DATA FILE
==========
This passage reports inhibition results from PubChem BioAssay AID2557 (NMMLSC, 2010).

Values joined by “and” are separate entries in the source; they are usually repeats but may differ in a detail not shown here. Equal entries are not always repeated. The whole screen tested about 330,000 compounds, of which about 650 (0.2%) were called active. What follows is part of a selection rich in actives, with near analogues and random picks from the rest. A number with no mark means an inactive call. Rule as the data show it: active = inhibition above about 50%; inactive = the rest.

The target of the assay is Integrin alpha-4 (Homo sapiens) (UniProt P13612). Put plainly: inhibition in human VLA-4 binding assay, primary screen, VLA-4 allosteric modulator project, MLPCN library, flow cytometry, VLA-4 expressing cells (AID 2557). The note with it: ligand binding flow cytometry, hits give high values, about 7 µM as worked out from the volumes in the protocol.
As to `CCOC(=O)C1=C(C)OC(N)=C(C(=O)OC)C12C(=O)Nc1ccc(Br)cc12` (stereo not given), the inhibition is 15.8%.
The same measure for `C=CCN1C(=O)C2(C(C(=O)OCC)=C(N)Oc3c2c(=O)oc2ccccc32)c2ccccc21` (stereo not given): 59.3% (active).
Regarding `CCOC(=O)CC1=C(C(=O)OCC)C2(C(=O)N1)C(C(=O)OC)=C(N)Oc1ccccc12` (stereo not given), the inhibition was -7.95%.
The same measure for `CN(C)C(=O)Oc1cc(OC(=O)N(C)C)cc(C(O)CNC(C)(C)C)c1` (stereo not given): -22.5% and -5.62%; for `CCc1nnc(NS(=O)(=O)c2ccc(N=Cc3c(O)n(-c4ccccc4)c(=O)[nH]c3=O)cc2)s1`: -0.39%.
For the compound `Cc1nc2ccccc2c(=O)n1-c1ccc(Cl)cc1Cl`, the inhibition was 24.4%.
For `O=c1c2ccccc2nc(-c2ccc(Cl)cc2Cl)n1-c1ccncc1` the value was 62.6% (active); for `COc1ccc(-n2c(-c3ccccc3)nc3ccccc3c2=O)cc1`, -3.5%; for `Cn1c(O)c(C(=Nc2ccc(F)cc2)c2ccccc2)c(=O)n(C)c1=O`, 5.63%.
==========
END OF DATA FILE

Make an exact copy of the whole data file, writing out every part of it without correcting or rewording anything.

This passage reports inhibition results from PubChem BioAssay AID2557 (NMMLSC, 2010).

Values joined by “and” are separate entries in the source; they are usually repeats but may differ in a detail not shown here. Equal entries are not always repeated. The whole screen tested about 330,000 compounds, of which about 650 (0.2%) were called active. What follows is part of a selection rich in actives, with near analogues and random picks from the rest. A number with no mark means an inactive call. Rule as the data show it: active = inhibition above about 50%; inactive = the rest.

The target of the assay is Integrin alpha-4 (Homo sapiens) (UniProt P13612). Put plainly: inhibition in human VLA-4 binding assay, primary screen, VLA-4 allosteric modulator project, MLPCN library, flow cytometry, VLA-4 expressing cells (AID 2557). The note with it: ligand binding flow cytometry, hits give high values, about 7 µM as worked out from the volumes in the protocol.
As to `CCOC(=O)C1=C(C)OC(N)=C(C(=O)OC)C12C(=O)Nc1ccc(Br)cc12` (stereo not given), the inhibition is 15.8%.
The same measure for `C=CCN1C(=O)C2(C(C(=O)OCC)=C(N)Oc3c2c(=O)oc2ccccc32)c2ccccc21` (stereo not given): 59.3% (active).
Regarding `CCOC(=O)CC1=C(C(=O)OCC)C2(C(=O)N1)C(C(=O)OC)=C(N)Oc1ccccc12` (stereo not given), the inhibition was -7.95%.
The same measure for `CN(C)C(=O)Oc1cc(OC(=O)N(C)C)cc(C(O)CNC(C)(C)C)c1` (stereo not given): -22.5% and -5.62%; for `CCc1nnc(NS(=O)(=O)c2ccc(N=Cc3c(O)n(-c4ccccc4)c(=O)[nH]c3=O)cc2)s1`: -0.39%.
For the compound `Cc1nc2ccccc2c(=O)n1-c1ccc(Cl)cc1Cl`, the inhibition was 24.4%.
For `O=c1c2ccccc2nc(-c2ccc(Cl)cc2Cl)n1-c1ccncc1` the value was 62.6% (active); for `COc1ccc(-n2c(-c3ccccc3)nc3ccccc3c2=O)cc1`, -3.5%; for `Cn1c(O)c(C(=Nc2ccc(F)cc2)c2ccccc2)c(=O)n(C)c1=O`, 5.63%.